At one point in his untrustworthy recollections Kenneth Toomey, the narrator of Anthony Burgess’s Earthly Powers, cattily refers to T S Eliot’s habit of collecting up old book reviews and calling them Selected Essays. It is a deliciously wrong-headed remark, as Burgess, a clever and funny critic who collected his own reviews assiduously enough, knew perfectly well. Burgess called his own diverting ragbag of gathered pieces Homage to QWERT YUIOP, which makes disarming reference to the top line of letters on the typewriter keyboard on which he had bashed out all those notices for money. But a judicious collection of such pieces can be much more than the sum of its parts. Eliot’s Selected Essays, to take Toomey’s example (or even better Eliot’s earlier book The Sacred Wood), shows how the contingent productions of a jobbing life can be organised into a coherent and satisfying order, the essays connecting to one another by preoccupation, echo and contradiction, and creating new sorts of meaning through their well-pondered juxtapositions. Publishers won’t normally touch a collection of articles these days, no doubt with good reason, but it is striking to reflect how different the history of modern literature would have been had they always taken that line. Anyway, some of my own favourite books of criticism have had their origin this way: W W Robson’s marvellous Critical Essays, say, or Barbara Everett’s perpetually suggestive Poets in Their Time.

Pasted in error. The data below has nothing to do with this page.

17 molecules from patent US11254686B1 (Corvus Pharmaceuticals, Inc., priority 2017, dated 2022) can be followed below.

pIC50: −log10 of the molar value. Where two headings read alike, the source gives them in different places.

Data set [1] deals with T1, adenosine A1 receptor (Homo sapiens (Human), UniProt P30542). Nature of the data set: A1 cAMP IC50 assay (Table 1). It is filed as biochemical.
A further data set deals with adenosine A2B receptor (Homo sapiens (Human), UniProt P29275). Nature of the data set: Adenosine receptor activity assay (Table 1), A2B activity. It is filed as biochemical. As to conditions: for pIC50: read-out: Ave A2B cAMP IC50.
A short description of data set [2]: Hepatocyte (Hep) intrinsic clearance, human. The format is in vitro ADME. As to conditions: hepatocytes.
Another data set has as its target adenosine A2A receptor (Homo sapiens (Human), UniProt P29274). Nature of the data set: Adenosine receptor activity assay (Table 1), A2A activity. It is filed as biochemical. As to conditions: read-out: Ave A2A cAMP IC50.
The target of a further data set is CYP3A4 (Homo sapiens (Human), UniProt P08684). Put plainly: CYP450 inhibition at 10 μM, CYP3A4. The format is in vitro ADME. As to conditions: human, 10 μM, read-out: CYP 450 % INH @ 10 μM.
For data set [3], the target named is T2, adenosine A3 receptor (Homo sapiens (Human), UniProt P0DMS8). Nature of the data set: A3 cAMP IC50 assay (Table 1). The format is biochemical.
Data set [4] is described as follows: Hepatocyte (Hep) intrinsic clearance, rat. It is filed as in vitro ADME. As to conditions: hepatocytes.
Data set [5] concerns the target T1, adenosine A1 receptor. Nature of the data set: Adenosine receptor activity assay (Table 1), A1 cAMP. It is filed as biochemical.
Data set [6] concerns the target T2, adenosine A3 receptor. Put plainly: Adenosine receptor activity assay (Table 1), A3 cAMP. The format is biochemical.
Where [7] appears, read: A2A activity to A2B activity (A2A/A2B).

So the very fact that James Wood should be publishing a book that is made up entirely of pieces that have already appeared in the London Review of Books, the New Yorker, and the New Republic is itself a mark of his eminence. There are few critical collections that can